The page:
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At West Point, A Plaque Depicting A Hooded K.k.k. Figure Hangs




K.K.K A new report  a special congressional commission recommends that Confederate symbols be remove from U.S. military installations.

According to a Monday report by a congressional panel, students from the U.S. Military Academy in West Point, New York, have walked past three bronze plaques at the entrance to Bartlett Hall Science Center. The plaques include an image of a hooded man and the words “Ku Klux Klan” written below.

K.K.K: Naming Commission was establish by Congress


The Naming Commission was establish Congress last year. It is charge with making recommendations regarding the removal or renaming Defense Department assets that honor the Confederacy. Naval Academy, Annapolis, Md.

The spokeswoman said that a small section of the panel entitled “One Nation, Under God and Indivisible” shows a Ku Klux Klan member. She was referring to one the plaques. “The triptych includes symbols such as the Tree of Life, which depicts how our nation has survived despite its many tragedies, as well as individuals who helped shape the major events of that period.

K.K.K : Clara Barton was the founder of the American Red Cross

Clara Barton was the founder of the American Red Cross. Francis Scott Key wrote the national anthem. William Lloyd Garrison, an antislavery editor and abolitionist, appears directly above the Klan member.

The plaque depicts the K.K.K. hooded figure. According to West Point’s historical guide, the figures were selected to represent the United States’ history “through the formation of the two-party electoral system and the expansion and development of the nation in areas, commerce, and culture.”

Naming Commission stated that the recommendation to remove the plaque was beyond its reach because the Ku Klux Klan was founded by Confederate soldiers after the Civil War.

The Naming Commission still included a photo and flagged the item as being under review in its report.

West Point spokeswoman said Tuesday that West Point was reviewing the recommendations of the panel and would work with the Defense Department to implement the changes.

she start  in an email that “as a values-base institution we are fully committe towards creating a climate where everybody is treat with dignity,.”

Ty Seidule (retired brigadier general) is vice chair of this commission. He refers to the flagging by the K.K.K. Image in the report. “When we find something wrong, but it’s beyond our remit we want to inform the secretary of defense.”

Aundrea L. Matts, former West Point arts director and president of Buffalo Soldiers Association of West Point, stated that it was shocking to see the image.

She also said that many people wondered why the plaque was there. According to her, it was completely out of sync with West Point’s current reality.

K.K.K : According to Dr. Matthews, West Point personnel

Dr. Matthews stated that West Point personnel had discussed the origins of the plaque for years,

but she didn’t want it to be a distraction from the academy’s efforts toward diversity and inclusion.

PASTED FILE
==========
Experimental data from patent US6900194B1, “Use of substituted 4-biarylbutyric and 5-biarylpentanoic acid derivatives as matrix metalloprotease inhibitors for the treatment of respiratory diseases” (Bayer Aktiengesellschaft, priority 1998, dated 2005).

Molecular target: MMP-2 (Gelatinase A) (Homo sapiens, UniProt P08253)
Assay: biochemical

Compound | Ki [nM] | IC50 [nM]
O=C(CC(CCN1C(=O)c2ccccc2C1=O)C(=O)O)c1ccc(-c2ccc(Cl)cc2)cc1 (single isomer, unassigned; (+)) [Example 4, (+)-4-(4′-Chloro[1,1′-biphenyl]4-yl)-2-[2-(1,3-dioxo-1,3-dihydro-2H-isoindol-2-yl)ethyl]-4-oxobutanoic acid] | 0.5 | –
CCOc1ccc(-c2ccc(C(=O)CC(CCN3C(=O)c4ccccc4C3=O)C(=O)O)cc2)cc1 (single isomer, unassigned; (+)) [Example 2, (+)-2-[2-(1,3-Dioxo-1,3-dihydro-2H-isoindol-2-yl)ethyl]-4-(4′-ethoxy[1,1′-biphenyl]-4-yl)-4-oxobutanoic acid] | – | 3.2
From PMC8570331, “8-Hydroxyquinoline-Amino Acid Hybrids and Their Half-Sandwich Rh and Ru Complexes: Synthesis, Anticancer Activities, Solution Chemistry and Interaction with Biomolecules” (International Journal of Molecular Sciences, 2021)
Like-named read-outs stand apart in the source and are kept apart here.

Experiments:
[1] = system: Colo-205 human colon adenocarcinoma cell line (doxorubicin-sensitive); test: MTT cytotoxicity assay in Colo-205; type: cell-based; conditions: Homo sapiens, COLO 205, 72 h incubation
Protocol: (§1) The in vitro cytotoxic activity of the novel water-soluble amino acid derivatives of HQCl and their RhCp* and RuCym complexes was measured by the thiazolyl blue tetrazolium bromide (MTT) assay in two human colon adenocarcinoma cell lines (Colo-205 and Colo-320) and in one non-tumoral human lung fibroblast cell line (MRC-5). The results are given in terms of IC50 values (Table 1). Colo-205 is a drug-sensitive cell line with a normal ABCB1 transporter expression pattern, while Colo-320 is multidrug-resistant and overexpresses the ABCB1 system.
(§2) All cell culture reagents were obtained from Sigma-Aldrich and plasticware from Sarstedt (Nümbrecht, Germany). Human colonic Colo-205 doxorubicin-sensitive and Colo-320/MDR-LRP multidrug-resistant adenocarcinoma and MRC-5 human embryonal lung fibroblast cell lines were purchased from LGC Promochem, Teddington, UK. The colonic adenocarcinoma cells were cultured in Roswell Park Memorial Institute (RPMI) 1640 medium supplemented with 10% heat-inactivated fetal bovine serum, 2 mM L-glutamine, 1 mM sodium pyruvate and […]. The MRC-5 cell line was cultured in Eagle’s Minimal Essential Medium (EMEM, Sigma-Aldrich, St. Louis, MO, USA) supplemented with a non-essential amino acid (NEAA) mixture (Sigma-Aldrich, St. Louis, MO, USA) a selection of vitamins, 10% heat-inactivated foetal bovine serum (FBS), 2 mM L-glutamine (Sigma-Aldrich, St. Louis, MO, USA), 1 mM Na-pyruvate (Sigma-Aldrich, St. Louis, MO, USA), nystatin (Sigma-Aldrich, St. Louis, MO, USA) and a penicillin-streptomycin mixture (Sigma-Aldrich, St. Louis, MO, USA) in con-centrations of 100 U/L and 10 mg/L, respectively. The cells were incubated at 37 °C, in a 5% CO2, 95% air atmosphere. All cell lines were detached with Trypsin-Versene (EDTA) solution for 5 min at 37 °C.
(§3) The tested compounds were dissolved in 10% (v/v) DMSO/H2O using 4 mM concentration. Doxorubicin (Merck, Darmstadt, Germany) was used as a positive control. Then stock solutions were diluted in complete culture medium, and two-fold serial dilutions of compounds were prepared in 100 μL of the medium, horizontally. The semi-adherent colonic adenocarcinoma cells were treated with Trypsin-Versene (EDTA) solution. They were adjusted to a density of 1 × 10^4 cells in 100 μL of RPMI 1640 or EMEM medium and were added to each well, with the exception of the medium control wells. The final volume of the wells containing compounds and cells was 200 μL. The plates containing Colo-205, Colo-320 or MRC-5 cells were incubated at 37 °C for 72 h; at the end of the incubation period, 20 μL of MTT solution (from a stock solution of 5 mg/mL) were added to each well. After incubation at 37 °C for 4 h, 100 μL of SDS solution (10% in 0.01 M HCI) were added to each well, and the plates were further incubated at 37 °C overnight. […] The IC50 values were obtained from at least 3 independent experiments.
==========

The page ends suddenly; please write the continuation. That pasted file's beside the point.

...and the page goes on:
She said that West Point had unveiled a massive statue of a Black soldier riding a stallion last year — a tribute the famous Black cavalry known as the Buffalo Soldiers — in honor of Dr. Matthews, the grandfather of Sgt. Sanders Matthews.

Two plaques are located at the entrance of the science hall that specifically honor Confederate figures such as Robert E. Lee or J.E.B. The commission discovered Stuart. These were to be changed or removed.

General Seidule is also a West Point professor emeritus in military history and teaches a course about the Civil War at Hamilton College.

He wrote a book last spring trying to explain why the Military Academy still displays a portrait Lee. Lee graduated from West Point, but resigned his Army Commission to fight for the Confederacy.

The commission unanimously recommended that Lee’s portrait in Confederate uniform displayed in Jefferson Hall Library be removed or modified

K.K.K : George Floyd in Minneapolis, 2020

After a national outcry about the death of George Floyd in Minneapolis, 2020, the National Defense Authorization Act (NDA) established the Naming Commission.

It suggested names for nine Army bases that honored Confederate officers. This effort resulted in the renaming a street in New York City after an Army officer of color who died fighting for other soldiers in Vietnam.

The third report will contain recommendations for all remaining Department of Defense assets. It is due by Oct. 1. The commission has given the secretary of defense until January 1, 2024 to implement a plan.

A number of monuments, portraits, and engraved images depicting Confederate officers were recommended by the commission to be moved, relocated, renamed, or modified at West Point, and the Naval Academy.

For modifications to West Point, the cost estimate was $1,000. It was $300,000 to remove monuments and engravings from Reconciliation Plaza which was constructer in 2001.

General Seidule start that the commission reviewe an inventory created by the Department of Defense that list assets in the country that were name for Confederate

Kirsten Gillibrand (New York) cosponsored a measure to force the secretary

Senator Kirsten Gillibrand, New York, cosponsored a measure that would force the secretary of defense remove any memorial to the Confederacy. She said that she would work to see that Lloyd J. Austin III, Defense Secretary, implements the recommendations of the commission.

“I support the findings of the report and will continue to work with the Naming Commission, D.O.D. She stated in an email that she was working to remove the harmful tributes that honor the legacy of Confederate leaders, who murdered thousands of American servicemen to preserve slavery. It’s a disgraceful act and is damaging to our country.

New York’s Representative Sean Patrick Maloney, whose district includes West Point, wrote a 2020 letter to Defense Secretary Mark T. Esper in support of the unanimous recommendations of the commission.

He start in an email that he could not allow the legacy of racism and bigotry to be celebrate in the same halls where future leaders will be educate. “It is vital that West Point’s campus be welcoming to all students from all backgrounds.

Susan C. Beachy was a contributor to this research.

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Cara Delevingne Does Hollywood Glamorous on the 2023 Oscars Red Carpet